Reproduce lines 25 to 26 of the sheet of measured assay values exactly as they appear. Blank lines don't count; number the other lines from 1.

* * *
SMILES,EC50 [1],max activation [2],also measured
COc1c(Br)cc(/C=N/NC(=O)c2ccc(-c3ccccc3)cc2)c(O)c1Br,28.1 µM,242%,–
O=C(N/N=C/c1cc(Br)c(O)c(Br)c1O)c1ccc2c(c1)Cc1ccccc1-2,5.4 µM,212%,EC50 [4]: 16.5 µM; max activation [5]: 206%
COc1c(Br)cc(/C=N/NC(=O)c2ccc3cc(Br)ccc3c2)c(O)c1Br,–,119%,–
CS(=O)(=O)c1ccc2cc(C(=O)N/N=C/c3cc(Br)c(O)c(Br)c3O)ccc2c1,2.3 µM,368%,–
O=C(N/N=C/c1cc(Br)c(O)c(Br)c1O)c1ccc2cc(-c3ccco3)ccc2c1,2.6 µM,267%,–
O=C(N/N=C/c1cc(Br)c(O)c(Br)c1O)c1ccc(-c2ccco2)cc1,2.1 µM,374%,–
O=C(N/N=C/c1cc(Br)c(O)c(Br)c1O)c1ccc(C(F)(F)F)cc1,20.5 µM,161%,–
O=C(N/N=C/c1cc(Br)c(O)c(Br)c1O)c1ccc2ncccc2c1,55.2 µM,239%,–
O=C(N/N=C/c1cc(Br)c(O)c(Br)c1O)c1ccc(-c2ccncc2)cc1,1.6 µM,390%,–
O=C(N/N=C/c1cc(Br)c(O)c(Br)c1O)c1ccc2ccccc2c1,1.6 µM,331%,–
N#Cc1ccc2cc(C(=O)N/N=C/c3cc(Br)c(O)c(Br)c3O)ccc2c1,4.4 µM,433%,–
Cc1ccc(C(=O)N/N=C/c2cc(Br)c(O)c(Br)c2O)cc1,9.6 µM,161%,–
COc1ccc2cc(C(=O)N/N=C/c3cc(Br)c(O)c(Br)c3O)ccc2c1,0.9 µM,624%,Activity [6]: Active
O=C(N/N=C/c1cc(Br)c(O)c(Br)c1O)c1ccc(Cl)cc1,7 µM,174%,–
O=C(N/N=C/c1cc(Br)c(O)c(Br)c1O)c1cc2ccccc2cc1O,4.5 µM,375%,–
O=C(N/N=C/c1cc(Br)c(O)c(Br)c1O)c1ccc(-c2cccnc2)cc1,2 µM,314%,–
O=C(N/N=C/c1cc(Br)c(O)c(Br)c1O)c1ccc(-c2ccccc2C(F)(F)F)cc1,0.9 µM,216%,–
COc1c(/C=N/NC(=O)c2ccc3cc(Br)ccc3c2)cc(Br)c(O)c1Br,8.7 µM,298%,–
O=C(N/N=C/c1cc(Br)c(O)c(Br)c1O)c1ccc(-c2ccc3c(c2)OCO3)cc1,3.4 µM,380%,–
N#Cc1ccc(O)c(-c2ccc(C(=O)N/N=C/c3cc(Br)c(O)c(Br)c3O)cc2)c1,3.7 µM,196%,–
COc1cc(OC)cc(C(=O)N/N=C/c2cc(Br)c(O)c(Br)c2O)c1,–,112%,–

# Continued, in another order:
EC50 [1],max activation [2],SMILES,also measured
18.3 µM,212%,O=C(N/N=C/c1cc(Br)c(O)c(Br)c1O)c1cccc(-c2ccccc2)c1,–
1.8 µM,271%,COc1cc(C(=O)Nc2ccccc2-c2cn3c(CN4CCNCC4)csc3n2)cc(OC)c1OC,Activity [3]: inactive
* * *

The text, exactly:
18.3 µM,212%,O=C(N/N=C/c1cc(Br)c(O)c(Br)c1O)c1cccc(-c2ccccc2)c1,–
1.8 µM,271%,COc1cc(C(=O)Nc2ccccc2-c2cn3c(CN4CCNCC4)csc3n2)cc(OC)c1OC,Activity [3]: inactive